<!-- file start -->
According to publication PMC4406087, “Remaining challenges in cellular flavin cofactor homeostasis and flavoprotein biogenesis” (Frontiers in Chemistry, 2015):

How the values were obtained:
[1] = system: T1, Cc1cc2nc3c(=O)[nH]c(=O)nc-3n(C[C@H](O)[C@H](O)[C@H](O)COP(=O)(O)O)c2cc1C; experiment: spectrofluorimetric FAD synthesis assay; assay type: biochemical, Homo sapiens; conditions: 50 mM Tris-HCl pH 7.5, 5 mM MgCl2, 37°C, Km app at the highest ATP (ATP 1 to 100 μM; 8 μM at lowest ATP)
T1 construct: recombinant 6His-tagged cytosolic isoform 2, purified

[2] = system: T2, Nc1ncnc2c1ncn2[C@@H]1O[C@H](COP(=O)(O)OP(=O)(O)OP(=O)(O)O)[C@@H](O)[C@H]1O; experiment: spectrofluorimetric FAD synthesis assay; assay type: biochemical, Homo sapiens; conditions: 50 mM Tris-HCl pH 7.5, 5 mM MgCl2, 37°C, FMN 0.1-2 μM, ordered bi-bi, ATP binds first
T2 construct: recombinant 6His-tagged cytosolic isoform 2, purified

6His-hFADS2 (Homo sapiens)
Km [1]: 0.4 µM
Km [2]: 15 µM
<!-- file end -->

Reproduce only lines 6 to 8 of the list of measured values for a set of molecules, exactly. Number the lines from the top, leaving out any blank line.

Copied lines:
T2 construct: recombinant 6His-tagged cytosolic isoform 2, purified

6His-hFADS2 (Homo sapiens)
Km [1]: 0.4 µM